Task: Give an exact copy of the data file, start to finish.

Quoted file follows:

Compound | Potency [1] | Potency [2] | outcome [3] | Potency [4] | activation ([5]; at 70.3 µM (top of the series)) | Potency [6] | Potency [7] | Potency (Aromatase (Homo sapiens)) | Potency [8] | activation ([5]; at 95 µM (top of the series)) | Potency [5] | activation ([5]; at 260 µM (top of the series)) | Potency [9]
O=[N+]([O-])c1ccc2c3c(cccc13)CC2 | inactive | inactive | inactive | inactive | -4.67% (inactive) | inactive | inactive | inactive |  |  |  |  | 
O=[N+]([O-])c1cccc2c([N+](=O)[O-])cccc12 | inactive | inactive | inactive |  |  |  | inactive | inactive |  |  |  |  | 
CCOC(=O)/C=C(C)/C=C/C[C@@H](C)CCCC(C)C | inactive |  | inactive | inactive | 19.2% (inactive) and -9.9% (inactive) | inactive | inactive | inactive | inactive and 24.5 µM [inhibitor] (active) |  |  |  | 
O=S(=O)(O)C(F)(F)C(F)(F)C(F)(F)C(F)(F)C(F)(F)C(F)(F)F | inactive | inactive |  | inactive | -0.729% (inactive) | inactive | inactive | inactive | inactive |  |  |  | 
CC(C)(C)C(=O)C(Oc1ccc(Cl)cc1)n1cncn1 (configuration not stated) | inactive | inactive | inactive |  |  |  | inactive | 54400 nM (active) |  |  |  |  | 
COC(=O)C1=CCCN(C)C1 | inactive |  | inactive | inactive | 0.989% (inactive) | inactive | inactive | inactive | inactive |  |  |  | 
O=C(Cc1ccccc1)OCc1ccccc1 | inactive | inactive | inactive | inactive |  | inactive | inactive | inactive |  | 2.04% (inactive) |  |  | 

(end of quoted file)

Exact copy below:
Compound | Potency [1] | Potency [2] | outcome [3] | Potency [4] | activation ([5]; at 70.3 µM (top of the series)) | Potency [6] | Potency [7] | Potency (Aromatase (Homo sapiens)) | Potency [8] | activation ([5]; at 95 µM (top of the series)) | Potency [5] | activation ([5]; at 260 µM (top of the series)) | Potency [9]
O=[N+]([O-])c1ccc2c3c(cccc13)CC2 | inactive | inactive | inactive | inactive | -4.67% (inactive) | inactive | inactive | inactive |  |  |  |  | 
O=[N+]([O-])c1cccc2c([N+](=O)[O-])cccc12 | inactive | inactive | inactive |  |  |  | inactive | inactive |  |  |  |  | 
CCOC(=O)/C=C(C)/C=C/C[C@@H](C)CCCC(C)C | inactive |  | inactive | inactive | 19.2% (inactive) and -9.9% (inactive) | inactive | inactive | inactive | inactive and 24.5 µM [inhibitor] (active) |  |  |  | 
O=S(=O)(O)C(F)(F)C(F)(F)C(F)(F)C(F)(F)C(F)(F)C(F)(F)F | inactive | inactive |  | inactive | -0.729% (inactive) | inactive | inactive | inactive | inactive |  |  |  | 
CC(C)(C)C(=O)C(Oc1ccc(Cl)cc1)n1cncn1 (configuration not stated) | inactive | inactive | inactive |  |  |  | inactive | 54400 nM (active) |  |  |  |  | 
COC(=O)C1=CCCN(C)C1 | inactive |  | inactive | inactive | 0.989% (inactive) | inactive | inactive | inactive | inactive |  |  |  | 
O=C(Cc1ccccc1)OCc1ccccc1 | inactive | inactive | inactive | inactive |  | inactive | inactive | inactive |  | 2.04% (inactive) |  |  | 